Is This a Revolution? Iraqis Demanding Change

Monday 18 November 201902:52 pm
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أبعد من تظاهرات وإرادة واضحة للتغيير... هل ما يشهده العراق ثورة؟

Since the military coups of the mid-20th century, that brought "modernist" secular ideologies, followed by the rise of political Islam, followed by Arab Spring and finally the Algerian, Iraqi and Lebanese uprisings, there is an abundance of political events that are labelled "revolutions."

Linguistically, the word appears clear in its origins, meaning and derivatives, but it is also a political terminology that has been surrounded with ambiguity when it comes to its definition and interpretation. What adds to this ambiguity is that it is not specific to a certain topic or topics: it could be scientific and hence a "scientific revolution"; similarly it could be industrial, cultural, social, political – as well as personal revolutions.

The Problems With Revolution

There is no precise definition for the term in the dictionary, which makes it easy in describing certain phenomena, for there is a broad space in which it could be deployed.

The problem appears when what has taken place or is taking place is measured according to the French or Russian Bolshevik revolution. If we take the literal meaning of the singular form of the word "revolution", whose root is derived from the Late Latin word "Revolvere" and which is an offshoot of the verb "revolve" – to turn and rotate – we may find a close meaning in a full rotation or turn where change is inspired by the relationship between the earth and the sun, or the moon and the earth.

Whatever it may be, the turns are many, but giving the word revolution a positive and desirable value – as is prevalent – leads to a contradiction when we deploy it to describe a paralyzed Middle Eastern context. The problem is further accentuated for example when we address the question of why "revolutionary" French students choose not to use the term "revolution" to describe the student movement of the year 1968, despite it being decisive and influential.

Revolution, meaning the event that creates root and broad-encompassing transformations, is not a term that is always positive. Transformations are necessary for the durability and sustainability of life, but do not always lead to the desired end-point or the proposed goal and beautiful dreams. It can lead to adverse effects and create disappointing patterns and modalities. France itself suffered an excess of bloodiness, and its revolution culminated with Napoleon Bonaparte, and what accompanied him from vanity, destruction, wars, invasions and internal repression – as well as his glory, symbolism and effects which he left in the whole of Europe.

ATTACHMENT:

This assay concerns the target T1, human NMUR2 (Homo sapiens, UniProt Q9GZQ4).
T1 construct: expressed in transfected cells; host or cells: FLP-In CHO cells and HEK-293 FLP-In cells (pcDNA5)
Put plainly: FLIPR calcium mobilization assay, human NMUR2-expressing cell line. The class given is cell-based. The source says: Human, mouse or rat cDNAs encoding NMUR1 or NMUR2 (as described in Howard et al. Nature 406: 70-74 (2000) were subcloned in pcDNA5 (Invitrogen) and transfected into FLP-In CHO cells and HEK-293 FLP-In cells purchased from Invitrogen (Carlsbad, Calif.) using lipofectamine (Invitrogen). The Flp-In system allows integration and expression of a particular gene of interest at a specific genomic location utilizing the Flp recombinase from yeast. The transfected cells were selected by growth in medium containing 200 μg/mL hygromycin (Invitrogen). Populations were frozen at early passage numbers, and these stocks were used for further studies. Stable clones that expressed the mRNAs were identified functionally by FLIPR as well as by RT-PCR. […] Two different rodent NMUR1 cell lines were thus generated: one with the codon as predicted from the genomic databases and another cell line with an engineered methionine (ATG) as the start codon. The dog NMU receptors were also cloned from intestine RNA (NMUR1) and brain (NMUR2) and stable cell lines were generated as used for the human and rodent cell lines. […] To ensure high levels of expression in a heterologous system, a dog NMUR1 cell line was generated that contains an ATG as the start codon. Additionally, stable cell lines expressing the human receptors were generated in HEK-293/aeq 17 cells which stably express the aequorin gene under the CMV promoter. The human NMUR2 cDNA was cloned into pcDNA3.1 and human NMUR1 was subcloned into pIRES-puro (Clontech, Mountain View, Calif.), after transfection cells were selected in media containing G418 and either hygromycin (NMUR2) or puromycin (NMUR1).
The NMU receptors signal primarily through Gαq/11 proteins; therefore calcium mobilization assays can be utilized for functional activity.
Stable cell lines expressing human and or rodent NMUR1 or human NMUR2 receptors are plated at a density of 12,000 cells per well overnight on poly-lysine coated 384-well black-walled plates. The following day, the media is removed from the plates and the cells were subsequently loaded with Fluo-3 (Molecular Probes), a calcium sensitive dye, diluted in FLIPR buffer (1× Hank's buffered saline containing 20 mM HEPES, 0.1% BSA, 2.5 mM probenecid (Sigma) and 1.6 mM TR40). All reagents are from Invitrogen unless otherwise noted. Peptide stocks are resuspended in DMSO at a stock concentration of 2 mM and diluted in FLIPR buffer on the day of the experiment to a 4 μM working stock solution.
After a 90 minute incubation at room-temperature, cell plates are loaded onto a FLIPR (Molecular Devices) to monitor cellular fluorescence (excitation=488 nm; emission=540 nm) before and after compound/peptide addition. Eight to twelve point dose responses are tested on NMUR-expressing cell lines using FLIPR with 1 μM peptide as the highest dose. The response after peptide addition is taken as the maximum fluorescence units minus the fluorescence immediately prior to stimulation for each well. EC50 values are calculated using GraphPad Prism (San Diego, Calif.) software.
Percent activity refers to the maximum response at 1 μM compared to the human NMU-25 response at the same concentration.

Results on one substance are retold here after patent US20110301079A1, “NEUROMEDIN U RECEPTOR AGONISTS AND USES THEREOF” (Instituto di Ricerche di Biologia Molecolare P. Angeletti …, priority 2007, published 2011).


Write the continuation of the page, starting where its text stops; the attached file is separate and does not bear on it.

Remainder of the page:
An Iraqi Revolution?

We return to Iraq. What is taking place in its streets pleases the heart, and resurrects hope with the efforts of brave segments of society, despite the blood that has been shed by the regime's machinery, as well as the influence of the shadow regime and foreign interests.

The photographed scenes and anecdotes reveal what is more than a series of protests, and it could be said now that there are no demands for specific policies as much as there are for major political change. Meanwhile, there are revolutionaries who try to find their way to foment a major turn. Confronting them is a political process filled with catastrophes, and a political reality riddled with destruction and ruin. What is written on banners is not important – at least, not as important as the movement in general, which reveals the voice of change.

If popular action only creates a purely political change, it does not exceed the results which can be achieved by a military coup, an external intervention or an assassination of the head of a regime. Individuals, parties and groups may fall, to be replaced by others within a certain framework – for things to end at that juncture, with a new political elite rising to power. This of course is a form of revolution, but is one that has limited effect in formulating the future of a country that should be presupposed to have suffered enough in order to learn and know better.

What is taking place in its streets pleases the heart, and resurrects hope with the efforts of brave segments of society, despite the blood that has been shed by the regime's machinery, as well as the influence of the shadow regime and foreign interests.
What is for certain is that the current movement in #Iraq will pave the way for a new stage. Until now, it is not a wide reaching revolution, but part of a chain cooking up a real revolution.

There is another meaning for revolution, a deeper one, which ends ruling groups, and excises or treats the reasons for the dispersed state of Iraqis; at the same time being governed either by a dictator, military cliques, religious parties, groups supported from abroad or mercenaries and thieves.

It is still too early to realize whether there have been deep social, political and cultural change that has taken place. What is more true is that change is not the product only of today's movement and mobilization, but is inextricably tied to a chain of continuous events in Iraq since  2009/2010, and which will create more waves in future stages.

Transformations in Politics and Governance